All-Star Game to be monster

Only Fenway question is whether pitchers or hitters will dominate

Game's past, present united

Martinez, Schilling could offset cozy park

July 13, 1999|By Peter Schmuck | Peter Schmuck,SUN STAFF

BOSTON -- The 70th All-Star Game should offer something for everyone. The traditionalists will love the 1912 aura of historic Fenway Park. New-age fans will surely enjoy watching the pumped-up, high-tech stars of the coming millennium showcase their skills in baseball's version of the Time Tunnel.

The midsummer classic has come back to Boston to celebrate the game's storied past before one of the oldest ballparks in the major leagues falls victim to baseball's search for a better economic future.

It may soon be out with the old and in with the new -- a state-of-the-art ballpark is in the works -- but not before Mark McGwire, Sammy Sosa, Ken Griffey and one of the greatest collections of power hitters ever assembled make one last assault on Fenway's legendary Green Monster.

Talk about an explosive combination. The biggest and strongest hitters in the history of the sport. The cozy dimensions of a ballpark that was built in the dead ball era. The supposedly juiced baseball that has contributed to another baseball-wide home run bonanza.

But then, you can't forget about the pitchers. American League starter Pedro Martinez is on pace to become baseball's first 30-game winner since Denny McLain won 31 in 1968. National League starter Curt Schilling (13-4) has struck out 300 or more batters in each of the past two seasons.

"You just don't know what's going to happen," said New York Mets catcher Mike Piazza. "Sometimes, when you have all the buildup for a slug fest, it doesn't happen, because you can never underestimate good pitching. If Pedro is dealing and hitting his corners, you just have to wait and see what you can do against the next guy."

Martinez (15-3) is the perfect choice to start for the American League squad. He's really the only choice, since he has been the most dominating pitcher of 1999 since Day One, but he has the added advantage of spending the past 1 1/2 seasons getting comfortable at Fenway.

The big question during yesterday's All-Star news conference was not whether he could dominate the star-studded National League squad for two or three innings, but whether he can maintain the unbelievable pace that has carried him to 15 victories at the season's traditional halfway point and become the first pitcher in a five-man rotation to win 30 games in a single season.

"I think it's doable," Martinez said yesterday, "if you can get the starts."

American League manager Joe Torre isn't so sure, but he knows better than to discount the possibility after a 1998 season in which McGwire and Sosa beat overwhelming odds and his own New York Yankees set an American League record for regular-season victories.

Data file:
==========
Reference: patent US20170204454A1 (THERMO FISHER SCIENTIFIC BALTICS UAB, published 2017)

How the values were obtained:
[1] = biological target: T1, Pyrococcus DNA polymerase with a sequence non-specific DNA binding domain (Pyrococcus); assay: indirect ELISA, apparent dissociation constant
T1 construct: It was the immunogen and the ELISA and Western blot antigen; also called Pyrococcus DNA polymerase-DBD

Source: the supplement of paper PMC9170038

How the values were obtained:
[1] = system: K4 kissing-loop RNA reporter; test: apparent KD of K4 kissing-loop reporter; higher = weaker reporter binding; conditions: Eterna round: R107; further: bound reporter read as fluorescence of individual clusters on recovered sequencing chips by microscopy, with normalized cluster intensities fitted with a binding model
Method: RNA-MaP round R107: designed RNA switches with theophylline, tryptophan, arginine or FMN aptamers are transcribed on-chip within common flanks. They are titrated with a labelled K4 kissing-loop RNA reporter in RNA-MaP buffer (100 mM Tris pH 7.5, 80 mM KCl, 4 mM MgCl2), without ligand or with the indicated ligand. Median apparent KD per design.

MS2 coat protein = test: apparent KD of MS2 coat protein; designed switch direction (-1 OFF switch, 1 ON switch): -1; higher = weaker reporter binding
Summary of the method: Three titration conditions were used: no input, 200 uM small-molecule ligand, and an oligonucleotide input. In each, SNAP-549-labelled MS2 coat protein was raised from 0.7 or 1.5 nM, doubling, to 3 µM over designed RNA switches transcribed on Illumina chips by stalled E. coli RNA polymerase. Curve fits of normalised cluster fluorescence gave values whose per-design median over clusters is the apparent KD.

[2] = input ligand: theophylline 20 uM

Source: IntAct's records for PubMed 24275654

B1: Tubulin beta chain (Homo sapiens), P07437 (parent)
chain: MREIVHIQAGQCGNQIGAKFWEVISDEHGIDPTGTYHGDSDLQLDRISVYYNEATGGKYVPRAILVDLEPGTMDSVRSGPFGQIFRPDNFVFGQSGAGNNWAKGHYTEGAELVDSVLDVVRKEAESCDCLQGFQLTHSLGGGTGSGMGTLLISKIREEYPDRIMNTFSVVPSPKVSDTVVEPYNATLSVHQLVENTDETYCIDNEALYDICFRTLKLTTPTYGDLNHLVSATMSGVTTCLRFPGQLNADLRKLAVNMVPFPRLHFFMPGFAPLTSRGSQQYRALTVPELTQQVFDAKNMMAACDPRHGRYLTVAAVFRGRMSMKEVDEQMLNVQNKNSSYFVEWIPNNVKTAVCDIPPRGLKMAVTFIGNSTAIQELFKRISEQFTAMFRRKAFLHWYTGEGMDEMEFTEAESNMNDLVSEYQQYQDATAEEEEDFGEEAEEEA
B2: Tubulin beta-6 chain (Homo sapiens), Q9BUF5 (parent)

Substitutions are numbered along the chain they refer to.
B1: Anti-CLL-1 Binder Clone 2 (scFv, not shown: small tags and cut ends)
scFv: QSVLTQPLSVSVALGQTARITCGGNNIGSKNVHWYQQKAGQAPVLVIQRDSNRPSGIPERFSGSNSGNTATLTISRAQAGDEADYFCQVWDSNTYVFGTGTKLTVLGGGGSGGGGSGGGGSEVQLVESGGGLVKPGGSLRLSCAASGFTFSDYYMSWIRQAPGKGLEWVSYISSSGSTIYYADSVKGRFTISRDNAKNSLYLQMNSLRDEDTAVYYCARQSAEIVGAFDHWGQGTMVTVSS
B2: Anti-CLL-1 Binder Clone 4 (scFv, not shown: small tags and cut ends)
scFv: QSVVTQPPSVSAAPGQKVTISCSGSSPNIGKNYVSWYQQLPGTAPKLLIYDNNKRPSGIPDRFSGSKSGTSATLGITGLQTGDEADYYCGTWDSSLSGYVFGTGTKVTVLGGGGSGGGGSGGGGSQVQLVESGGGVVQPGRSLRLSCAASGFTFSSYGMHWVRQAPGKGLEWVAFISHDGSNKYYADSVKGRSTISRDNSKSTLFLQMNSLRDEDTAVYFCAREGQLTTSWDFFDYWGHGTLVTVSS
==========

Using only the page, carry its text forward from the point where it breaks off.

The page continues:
"You have to be lucky," Torre said. "You've got to win almost every decision, which means you've got to leave every game with a lead. I think it's going to be very difficult for him to win 30, but he's capable."

It's going to be no picnic just trying to wade through a National League lineup that includes five guys with a legitimate chance to finish the season with 50 or more home runs, but who better to face that challenge?

National League manager Bruce Bochy had a more difficult decision when it came to choosing a starter. He originally was thought to be leaning toward Arizona Diamondbacks ace Randy Johnson, but decided over the weekend to go with Schilling, who ranks second in the National League in victories behind St. Louis starter Kent Bottenfield and trails Johnson in both ERA and strikeouts.

Johnson leads the league in almost every positive statistical category relevant to a starting pitcher -- except victories -- but his won-lost record has been tarnished by a string of outstanding performances by opposing pitchers, including a no-hitter by Cardinals pitcher Jose Jimenez.

"When I named the reserves, I thought the tough part of the job was over," said Bochy, "but then I had to pick a starter. Randy's numbers aren't indicative of how he's thrown, but I felt that Curt having an extra day's rest, I was better off with Schilling. I know that I can get two innings out of him."

Not a bad problem to have.

Schilling came up in the Red Sox organization before he was traded to the Orioles along with Brady Anderson in the 1988 deal for pitcher Mike Boddicker, but he has never started a game at Fenway Park.

"I'm debating whether to watch the home run-hitting contest tonight," Schilling said yesterday afternoon. "Those guys are going to make this place look like a Wiffle ball field."

Actually, it is the National League lineup that is packed with most of the big right-handed power hitters. The American League squad features a more diverse collection of hitters, from speedy leadoff man Kenny Lofton and No. 2 hitter Nomar Garciaparra to Griffey and major-league RBI leader Manny Ramirez.

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